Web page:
“Now, when you can move the pocket, extend those plays, the holes begin to open up a little bit. But if you have time to go through your progressions against a four-man rush, you can make some plays. ‘There’s going to be someone open,’ we always say, and it might just be a check down, but those check downs are body blow, and those body blows add up after a while. But if you are getting pressure with four and I don’t have any time to get to my check down then it’s going to be a long day.”
Even with Rodgers’ ability to move within and outside of the pocket, the Packers’ offensive line will have to play well. While Justin Smith and Aldon Smith get most of the accolades (deservedly so) and will be huge challenges for left guard T.J. Lang and left tackle Marshall Newhouse, undrafted rookie free-agent right tackle Don Barclay and right guard Josh Sitton will have their own challenge with the less-publicized pair of Ray McDonald and Ahmad Brooks, who Rodgers said “are both very talented players. More people talk about the ‘Smith’ side, but they’re equaled out by a very talented group on the other side as well.”
It’ll be up to the line to neutralize that. The line as currently configured – Newhouse, Lang, center Evan Dietrich-Smith, Sitton and Barclay left-to-right – will be playing its fourth game together following veteran Jeff Saturday’s benching before the Dec. 23 game against Tennessee. When the teams met in Week 1, Bryan Bulaga was at right tackle and Saturday was at center.
“I think when you have a couple of injuries starting with Bryan and then moving forward, then having Evan in there, I think they’ve had a lot of reps together, 200 plus reps (now),” offensive line coach James Campen said. “That helps, and I think they’re progressing in the right direction. As far as being cohesive and calls and those things, they’re fine. So I expect them to play their best game this week.”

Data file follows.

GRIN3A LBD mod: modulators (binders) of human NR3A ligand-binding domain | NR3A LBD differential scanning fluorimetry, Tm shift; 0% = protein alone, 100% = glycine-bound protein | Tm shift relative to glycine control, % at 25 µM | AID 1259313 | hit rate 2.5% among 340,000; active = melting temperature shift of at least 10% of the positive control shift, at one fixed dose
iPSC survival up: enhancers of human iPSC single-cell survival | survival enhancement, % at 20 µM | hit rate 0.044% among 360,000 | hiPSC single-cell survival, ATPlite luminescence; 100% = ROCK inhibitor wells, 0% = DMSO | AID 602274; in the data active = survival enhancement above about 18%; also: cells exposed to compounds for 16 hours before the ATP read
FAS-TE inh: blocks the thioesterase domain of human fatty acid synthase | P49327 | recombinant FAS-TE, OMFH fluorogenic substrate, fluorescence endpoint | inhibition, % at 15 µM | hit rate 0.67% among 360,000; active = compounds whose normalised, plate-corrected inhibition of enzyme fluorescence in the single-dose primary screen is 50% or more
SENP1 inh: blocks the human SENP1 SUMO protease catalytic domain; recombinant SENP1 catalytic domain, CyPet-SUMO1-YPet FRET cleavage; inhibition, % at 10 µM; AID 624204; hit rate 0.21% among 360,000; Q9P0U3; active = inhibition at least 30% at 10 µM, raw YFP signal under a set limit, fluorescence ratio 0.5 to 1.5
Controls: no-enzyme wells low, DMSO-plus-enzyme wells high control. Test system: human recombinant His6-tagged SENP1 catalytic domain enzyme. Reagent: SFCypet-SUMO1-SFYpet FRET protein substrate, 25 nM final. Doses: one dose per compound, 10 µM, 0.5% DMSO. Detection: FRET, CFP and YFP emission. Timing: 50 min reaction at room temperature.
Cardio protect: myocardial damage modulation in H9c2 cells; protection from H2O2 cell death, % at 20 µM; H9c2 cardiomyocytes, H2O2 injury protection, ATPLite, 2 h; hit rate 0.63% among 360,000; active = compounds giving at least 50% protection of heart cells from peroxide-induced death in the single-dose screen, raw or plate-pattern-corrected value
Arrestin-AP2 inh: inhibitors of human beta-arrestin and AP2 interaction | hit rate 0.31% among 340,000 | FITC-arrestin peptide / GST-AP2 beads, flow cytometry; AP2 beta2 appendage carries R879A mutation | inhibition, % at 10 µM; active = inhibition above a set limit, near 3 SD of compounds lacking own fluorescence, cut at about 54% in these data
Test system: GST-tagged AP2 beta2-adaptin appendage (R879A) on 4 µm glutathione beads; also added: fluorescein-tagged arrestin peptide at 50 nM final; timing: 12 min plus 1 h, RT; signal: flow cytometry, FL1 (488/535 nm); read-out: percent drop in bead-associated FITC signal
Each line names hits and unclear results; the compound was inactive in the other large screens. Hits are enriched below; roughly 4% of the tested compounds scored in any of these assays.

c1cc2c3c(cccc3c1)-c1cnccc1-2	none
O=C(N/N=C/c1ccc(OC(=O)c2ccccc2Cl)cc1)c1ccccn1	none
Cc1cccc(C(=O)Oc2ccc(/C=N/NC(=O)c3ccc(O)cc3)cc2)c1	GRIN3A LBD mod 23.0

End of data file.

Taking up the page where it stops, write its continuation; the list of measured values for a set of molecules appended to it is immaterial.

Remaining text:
I spy: For as much as is being made of 49ers second-year quarterback Colin Kaepernick making his first NFL postseason start – the kid took over for Alex Smith and started the final seven games – the Packers certainly aren’t talking about Kaepernick like they view him as inexperienced or unprepared.
“He's been doing an excellent job for his team ever since he stepped in,” Packers cornerback Tramon Williams said. “From what I've seen, on film, he's been throwing the ball well. Obviously everyone knows about his running ability. That's the main thing that you watch, but he's been getting it done with his arm. Obviously, they have a balanced attack and that's what makes them tough to play. Some of the throws that he makes, some of the reads that he makes, he's kind of ‘before his time,’ you could say, right now. He's doing an excellent job for his team.”
Because Kaepernick isn’t simply a running quarterback who can occasionally complete a pass – he’s 136 of 218 (62.4 percent) for 1,814 yards with 10 TDs and three INTs (98.3 rating) this season while running 63 times for 415 yards and five TDs – the Packers defense must decide how to defend him, and that likely will entail employing a spy, at least part of the time.
Whether that spy will be inside linebacker Brad Jones, outside linebacker Clay Matthews or safety Charles Woodson – all of whom have done it before – remains to be seen.
“If you’re having a problem with your rush lanes in terms of a guy identifying seams – because if you’re rushing four, there’s going to be a seam or two in there – they can tie you up,” defensive coordinator Dom Capers said. “So, (a spy) gives you a second-level guy to where maybe if that quarterback pulls the ball down, it’s not a 20-yard gain (but) maybe it’s a 6- to 8-yard gain. There’s different ways. We’ve got different ways of doing it. If we’re playing an athletic quarterback, you always have some element of it. How much you use it kind of depends on how much you need it.”